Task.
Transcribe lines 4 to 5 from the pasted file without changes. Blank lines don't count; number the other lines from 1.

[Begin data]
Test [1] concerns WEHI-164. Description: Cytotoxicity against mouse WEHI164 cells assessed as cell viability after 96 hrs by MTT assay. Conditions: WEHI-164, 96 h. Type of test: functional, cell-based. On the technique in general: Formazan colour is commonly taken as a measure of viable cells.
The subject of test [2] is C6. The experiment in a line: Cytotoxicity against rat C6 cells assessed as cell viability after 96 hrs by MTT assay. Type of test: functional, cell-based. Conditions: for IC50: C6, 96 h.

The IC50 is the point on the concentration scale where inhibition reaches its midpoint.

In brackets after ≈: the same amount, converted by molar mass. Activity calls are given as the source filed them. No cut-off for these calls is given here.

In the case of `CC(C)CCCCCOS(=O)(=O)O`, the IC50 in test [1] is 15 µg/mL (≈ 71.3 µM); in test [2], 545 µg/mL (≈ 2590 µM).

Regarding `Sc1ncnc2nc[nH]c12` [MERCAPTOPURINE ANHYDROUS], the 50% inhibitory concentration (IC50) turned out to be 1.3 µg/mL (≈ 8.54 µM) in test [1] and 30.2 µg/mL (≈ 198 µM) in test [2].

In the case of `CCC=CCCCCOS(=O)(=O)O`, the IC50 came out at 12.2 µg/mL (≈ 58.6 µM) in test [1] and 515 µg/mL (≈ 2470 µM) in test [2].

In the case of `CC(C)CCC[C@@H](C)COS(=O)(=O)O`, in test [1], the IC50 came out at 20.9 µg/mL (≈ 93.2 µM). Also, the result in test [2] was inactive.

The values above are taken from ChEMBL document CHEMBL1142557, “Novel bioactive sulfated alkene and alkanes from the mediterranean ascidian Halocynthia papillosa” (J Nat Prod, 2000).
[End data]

In brackets after ≈: the same amount, converted by molar mass. Activity calls are given as the source filed them. No cut-off for these calls is given here.

In the case of `CC(C)CCCCCOS(=O)(=O)O`, the IC50 in test [1] is 15 µg/mL (≈ 71.3 µM); in test [2], 545 µg/mL (≈ 2590 µM).